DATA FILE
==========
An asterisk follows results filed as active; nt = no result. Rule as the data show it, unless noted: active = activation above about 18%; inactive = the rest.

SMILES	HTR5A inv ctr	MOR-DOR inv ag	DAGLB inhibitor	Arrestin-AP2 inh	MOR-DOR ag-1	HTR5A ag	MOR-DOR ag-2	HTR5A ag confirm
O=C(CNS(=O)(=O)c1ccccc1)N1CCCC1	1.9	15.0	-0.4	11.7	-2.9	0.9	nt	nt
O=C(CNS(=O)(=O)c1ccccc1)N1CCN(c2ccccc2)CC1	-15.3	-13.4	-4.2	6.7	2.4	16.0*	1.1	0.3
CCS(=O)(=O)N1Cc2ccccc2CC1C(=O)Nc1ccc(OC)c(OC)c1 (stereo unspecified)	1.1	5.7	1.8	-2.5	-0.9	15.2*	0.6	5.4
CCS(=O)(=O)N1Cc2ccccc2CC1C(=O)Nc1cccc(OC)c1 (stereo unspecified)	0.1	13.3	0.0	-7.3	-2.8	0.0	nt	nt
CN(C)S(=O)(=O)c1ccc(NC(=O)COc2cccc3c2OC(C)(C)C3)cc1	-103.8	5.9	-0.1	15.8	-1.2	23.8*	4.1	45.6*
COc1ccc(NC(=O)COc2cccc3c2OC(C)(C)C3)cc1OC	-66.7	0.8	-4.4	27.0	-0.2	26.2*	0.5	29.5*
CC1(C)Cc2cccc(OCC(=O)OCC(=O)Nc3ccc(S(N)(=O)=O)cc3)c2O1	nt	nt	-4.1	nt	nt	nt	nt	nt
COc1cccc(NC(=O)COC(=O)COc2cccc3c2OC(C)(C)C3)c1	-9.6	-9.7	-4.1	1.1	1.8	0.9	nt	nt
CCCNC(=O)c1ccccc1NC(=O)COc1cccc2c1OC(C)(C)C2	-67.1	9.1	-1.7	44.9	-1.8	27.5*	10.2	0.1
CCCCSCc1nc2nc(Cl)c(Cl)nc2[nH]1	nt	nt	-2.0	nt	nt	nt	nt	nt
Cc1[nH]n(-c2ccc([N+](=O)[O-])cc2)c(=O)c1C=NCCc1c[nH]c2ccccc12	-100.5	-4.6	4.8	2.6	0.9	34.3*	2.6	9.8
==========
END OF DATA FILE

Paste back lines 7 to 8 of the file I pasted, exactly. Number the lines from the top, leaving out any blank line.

CN(C)S(=O)(=O)c1ccc(NC(=O)COc2cccc3c2OC(C)(C)C3)cc1	-103.8	5.9	-0.1	15.8	-1.2	23.8*	4.1	45.6*
COc1ccc(NC(=O)COc2cccc3c2OC(C)(C)C3)cc1OC	-66.7	0.8	-4.4	27.0	-0.2	26.2*	0.5	29.5*